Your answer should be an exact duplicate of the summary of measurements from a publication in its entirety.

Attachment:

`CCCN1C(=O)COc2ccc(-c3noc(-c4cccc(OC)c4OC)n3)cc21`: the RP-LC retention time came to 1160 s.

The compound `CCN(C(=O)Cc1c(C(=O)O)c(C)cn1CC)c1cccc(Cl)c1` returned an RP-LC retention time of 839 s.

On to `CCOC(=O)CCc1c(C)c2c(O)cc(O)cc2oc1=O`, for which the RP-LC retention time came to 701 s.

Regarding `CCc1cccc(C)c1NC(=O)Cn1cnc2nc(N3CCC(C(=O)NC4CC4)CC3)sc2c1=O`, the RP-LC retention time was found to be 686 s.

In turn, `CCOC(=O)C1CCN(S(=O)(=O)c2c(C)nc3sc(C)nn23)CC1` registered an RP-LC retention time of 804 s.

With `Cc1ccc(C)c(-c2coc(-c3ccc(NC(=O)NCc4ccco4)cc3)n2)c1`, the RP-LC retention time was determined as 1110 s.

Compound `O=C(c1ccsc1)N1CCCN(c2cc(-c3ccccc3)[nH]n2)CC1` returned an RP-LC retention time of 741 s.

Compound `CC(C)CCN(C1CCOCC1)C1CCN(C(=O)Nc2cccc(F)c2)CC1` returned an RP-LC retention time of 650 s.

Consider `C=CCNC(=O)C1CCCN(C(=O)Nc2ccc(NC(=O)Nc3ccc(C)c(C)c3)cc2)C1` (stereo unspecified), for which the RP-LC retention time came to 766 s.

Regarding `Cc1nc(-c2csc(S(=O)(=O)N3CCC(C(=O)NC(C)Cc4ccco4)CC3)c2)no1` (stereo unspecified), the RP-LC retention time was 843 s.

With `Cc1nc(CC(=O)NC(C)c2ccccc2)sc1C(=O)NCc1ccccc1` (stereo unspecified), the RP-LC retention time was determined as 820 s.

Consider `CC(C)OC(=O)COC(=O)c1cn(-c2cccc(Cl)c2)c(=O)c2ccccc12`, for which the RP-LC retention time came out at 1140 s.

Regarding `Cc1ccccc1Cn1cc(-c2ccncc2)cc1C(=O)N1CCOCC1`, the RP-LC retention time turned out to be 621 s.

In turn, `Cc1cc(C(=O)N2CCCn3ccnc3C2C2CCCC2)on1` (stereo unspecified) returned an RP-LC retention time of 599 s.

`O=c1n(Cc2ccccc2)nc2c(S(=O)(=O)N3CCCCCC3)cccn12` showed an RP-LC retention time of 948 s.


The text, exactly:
`CCCN1C(=O)COc2ccc(-c3noc(-c4cccc(OC)c4OC)n3)cc21`: the RP-LC retention time came to 1160 s.

The compound `CCN(C(=O)Cc1c(C(=O)O)c(C)cn1CC)c1cccc(Cl)c1` returned an RP-LC retention time of 839 s.

On to `CCOC(=O)CCc1c(C)c2c(O)cc(O)cc2oc1=O`, for which the RP-LC retention time came to 701 s.

Regarding `CCc1cccc(C)c1NC(=O)Cn1cnc2nc(N3CCC(C(=O)NC4CC4)CC3)sc2c1=O`, the RP-LC retention time was found to be 686 s.

In turn, `CCOC(=O)C1CCN(S(=O)(=O)c2c(C)nc3sc(C)nn23)CC1` registered an RP-LC retention time of 804 s.

With `Cc1ccc(C)c(-c2coc(-c3ccc(NC(=O)NCc4ccco4)cc3)n2)c1`, the RP-LC retention time was determined as 1110 s.

Compound `O=C(c1ccsc1)N1CCCN(c2cc(-c3ccccc3)[nH]n2)CC1` returned an RP-LC retention time of 741 s.

Compound `CC(C)CCN(C1CCOCC1)C1CCN(C(=O)Nc2cccc(F)c2)CC1` returned an RP-LC retention time of 650 s.

Consider `C=CCNC(=O)C1CCCN(C(=O)Nc2ccc(NC(=O)Nc3ccc(C)c(C)c3)cc2)C1` (stereo unspecified), for which the RP-LC retention time came to 766 s.

Regarding `Cc1nc(-c2csc(S(=O)(=O)N3CCC(C(=O)NC(C)Cc4ccco4)CC3)c2)no1` (stereo unspecified), the RP-LC retention time was 843 s.

With `Cc1nc(CC(=O)NC(C)c2ccccc2)sc1C(=O)NCc1ccccc1` (stereo unspecified), the RP-LC retention time was determined as 820 s.

Consider `CC(C)OC(=O)COC(=O)c1cn(-c2cccc(Cl)c2)c(=O)c2ccccc12`, for which the RP-LC retention time came out at 1140 s.

Regarding `Cc1ccccc1Cn1cc(-c2ccncc2)cc1C(=O)N1CCOCC1`, the RP-LC retention time turned out to be 621 s.

In turn, `Cc1cc(C(=O)N2CCCn3ccnc3C2C2CCCC2)on1` (stereo unspecified) returned an RP-LC retention time of 599 s.

`O=c1n(Cc2ccccc2)nc2c(S(=O)(=O)N3CCCCCC3)cccn12` showed an RP-LC retention time of 948 s.